We stood in the River Jordan, along with hundreds of other pilgrims from around the world who came to the Jordan to be baptized or remember their baptisms.  We read the verses from Mark, in which Jesus is baptized by John.  We prayed together, asking God’s blessing on the water and on us gathered together.  And we recalled together what baptism means:

1. It is a sign of God’s grace, something God does rather than something we do. God chose us before we chose God. That is why we don’t actually rebaptize; God didn’t mess it up the first time. Rather, we simply reclaim or remember our baptisms.

2. It is an acknowledgment of our identity.  When Jesus was baptized, the heavens opened up and he heard the words, “You are my beloved Son, with whom I am well pleased.”  As we go to face our daily challenges, we remember “I am God’s beloved.  That is who I am” and we live out of that identity.

3. It is a recognition of our entrance into the community of faith.  The earliest baptismal fonts were put at the entrance to churches, as a sign that we not only belong to Christ, but we belong to the body of Christ.  We are responsible to shape one another.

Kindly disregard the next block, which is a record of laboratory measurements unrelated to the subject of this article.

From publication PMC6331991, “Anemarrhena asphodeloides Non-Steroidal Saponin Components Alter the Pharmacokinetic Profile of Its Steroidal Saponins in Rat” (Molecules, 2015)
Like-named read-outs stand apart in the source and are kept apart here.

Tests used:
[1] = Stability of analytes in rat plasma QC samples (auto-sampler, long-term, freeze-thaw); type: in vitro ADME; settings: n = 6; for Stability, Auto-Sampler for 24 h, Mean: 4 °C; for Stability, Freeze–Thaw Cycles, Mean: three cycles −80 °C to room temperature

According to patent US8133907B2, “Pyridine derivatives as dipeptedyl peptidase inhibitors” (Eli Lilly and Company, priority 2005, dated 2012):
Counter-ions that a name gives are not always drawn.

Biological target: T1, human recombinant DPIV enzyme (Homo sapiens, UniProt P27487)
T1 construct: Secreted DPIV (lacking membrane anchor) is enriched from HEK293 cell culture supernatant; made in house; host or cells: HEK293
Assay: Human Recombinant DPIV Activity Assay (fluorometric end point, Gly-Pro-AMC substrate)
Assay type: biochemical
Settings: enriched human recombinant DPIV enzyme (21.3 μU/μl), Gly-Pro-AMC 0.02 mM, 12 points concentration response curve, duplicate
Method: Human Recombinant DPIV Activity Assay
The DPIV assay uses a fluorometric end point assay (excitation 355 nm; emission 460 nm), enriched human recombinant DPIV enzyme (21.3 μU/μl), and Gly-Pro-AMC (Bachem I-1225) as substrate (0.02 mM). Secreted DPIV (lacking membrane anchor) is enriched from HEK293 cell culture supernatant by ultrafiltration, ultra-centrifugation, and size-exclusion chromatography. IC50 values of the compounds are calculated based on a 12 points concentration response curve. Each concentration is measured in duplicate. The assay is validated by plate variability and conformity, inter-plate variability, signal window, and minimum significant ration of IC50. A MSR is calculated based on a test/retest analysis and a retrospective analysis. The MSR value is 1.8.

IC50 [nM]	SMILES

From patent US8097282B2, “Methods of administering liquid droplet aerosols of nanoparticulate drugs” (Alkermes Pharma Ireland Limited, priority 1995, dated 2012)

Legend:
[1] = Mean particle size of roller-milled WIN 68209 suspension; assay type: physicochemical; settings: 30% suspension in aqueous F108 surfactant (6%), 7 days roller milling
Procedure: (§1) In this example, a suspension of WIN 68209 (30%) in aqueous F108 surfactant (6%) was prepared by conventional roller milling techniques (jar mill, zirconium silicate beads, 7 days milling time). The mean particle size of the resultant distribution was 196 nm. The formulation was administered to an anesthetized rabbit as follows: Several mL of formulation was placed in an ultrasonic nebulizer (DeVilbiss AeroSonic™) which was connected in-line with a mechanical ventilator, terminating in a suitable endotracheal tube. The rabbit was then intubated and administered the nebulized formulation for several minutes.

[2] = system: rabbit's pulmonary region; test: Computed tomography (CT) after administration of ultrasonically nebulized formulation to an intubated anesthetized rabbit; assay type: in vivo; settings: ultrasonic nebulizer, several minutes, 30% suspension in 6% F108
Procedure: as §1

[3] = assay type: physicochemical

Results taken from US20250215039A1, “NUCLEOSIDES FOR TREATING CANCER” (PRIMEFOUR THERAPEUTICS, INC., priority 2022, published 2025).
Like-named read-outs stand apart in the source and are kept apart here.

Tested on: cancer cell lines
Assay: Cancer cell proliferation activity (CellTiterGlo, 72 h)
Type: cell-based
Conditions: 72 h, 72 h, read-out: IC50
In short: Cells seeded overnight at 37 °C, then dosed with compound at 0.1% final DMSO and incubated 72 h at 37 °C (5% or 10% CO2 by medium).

4. It is a tool of the Holy Spirit, through which God calls us for ministry.  In Jesus’ baptism, the heavens opened up and the Holy Spirit came upon him like a descending dove, anointing him for the work he was to do.  He left immediately to be tested and tempered in the wilderness.  In our baptisms, we, too, are anointed with the Holy Spirit, and the seeds of gifts of that Spirit are planted in our lives.  These gifts we will bring to sprout and grow through faith.  God gives us those gifts in order that we might accomplish that to which he calls us.

5. The gift of Baptism is to be received with repentance. It is not a simple ritual cleansing as the early Jews believed.  Instead, John preached a “baptism of repentance,” in which we turn toward our lives in a new direction.

And then many came and remembered their baptisms, and gave thanks for God’s unwavering gift of grace and love, even when we have turned away.  Some chose to be immersed in the waters of the Jordan.  Others chose to have the waters of the salvation poured over their heads.  Still others simply remembered their baptisms as part of the community there.  But God was present, and we were all blessed.